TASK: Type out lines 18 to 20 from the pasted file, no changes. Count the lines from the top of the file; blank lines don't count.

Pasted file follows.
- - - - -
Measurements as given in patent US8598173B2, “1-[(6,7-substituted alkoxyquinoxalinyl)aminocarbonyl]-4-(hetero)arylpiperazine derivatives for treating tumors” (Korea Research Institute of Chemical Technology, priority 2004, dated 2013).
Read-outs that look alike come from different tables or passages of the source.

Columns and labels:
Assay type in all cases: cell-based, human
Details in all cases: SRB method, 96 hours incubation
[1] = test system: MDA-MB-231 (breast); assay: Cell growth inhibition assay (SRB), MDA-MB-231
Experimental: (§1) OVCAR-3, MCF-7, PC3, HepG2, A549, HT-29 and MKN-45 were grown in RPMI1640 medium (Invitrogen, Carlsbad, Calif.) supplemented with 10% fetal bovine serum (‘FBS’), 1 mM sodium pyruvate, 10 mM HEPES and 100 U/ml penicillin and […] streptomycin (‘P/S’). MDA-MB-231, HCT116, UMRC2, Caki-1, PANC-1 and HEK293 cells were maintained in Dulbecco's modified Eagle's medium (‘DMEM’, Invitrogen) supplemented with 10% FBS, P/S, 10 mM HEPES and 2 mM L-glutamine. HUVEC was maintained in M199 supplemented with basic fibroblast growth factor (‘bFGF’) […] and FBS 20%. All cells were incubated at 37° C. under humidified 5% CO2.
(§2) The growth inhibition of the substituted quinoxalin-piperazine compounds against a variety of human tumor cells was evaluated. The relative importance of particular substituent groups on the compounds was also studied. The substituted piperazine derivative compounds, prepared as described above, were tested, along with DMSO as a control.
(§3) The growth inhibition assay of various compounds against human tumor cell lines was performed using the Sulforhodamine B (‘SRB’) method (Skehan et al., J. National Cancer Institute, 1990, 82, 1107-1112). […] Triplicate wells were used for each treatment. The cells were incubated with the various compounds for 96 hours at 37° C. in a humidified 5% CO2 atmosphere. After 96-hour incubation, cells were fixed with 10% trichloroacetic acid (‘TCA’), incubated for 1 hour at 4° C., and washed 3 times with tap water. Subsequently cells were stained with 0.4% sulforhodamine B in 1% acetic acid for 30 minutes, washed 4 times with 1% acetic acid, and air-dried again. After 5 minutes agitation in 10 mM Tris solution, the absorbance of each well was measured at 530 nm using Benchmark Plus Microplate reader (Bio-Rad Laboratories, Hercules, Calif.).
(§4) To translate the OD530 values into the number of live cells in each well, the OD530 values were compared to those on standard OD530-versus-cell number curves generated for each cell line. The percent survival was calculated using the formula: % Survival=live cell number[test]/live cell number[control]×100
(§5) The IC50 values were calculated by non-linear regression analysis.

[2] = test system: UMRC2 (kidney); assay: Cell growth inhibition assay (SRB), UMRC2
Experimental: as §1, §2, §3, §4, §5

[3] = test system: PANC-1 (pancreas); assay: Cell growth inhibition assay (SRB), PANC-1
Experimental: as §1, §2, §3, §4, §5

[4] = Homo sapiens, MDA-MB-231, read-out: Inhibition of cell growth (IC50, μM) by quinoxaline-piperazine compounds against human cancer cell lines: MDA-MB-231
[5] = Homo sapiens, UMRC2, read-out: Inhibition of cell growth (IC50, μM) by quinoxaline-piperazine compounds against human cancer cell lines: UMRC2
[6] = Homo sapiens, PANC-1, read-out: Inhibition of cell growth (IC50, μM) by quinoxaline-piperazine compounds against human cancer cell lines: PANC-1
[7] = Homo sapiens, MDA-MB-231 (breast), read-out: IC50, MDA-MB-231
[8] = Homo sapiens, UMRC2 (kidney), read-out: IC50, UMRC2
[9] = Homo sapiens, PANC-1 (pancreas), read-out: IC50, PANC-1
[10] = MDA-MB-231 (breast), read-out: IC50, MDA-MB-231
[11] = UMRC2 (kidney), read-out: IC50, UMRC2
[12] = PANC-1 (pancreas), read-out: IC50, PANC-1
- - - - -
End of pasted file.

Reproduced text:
[6] = Homo sapiens, PANC-1, read-out: Inhibition of cell growth (IC50, μM) by quinoxaline-piperazine compounds against human cancer cell lines: PANC-1
[7] = Homo sapiens, MDA-MB-231 (breast), read-out: IC50, MDA-MB-231
[8] = Homo sapiens, UMRC2 (kidney), read-out: IC50, UMRC2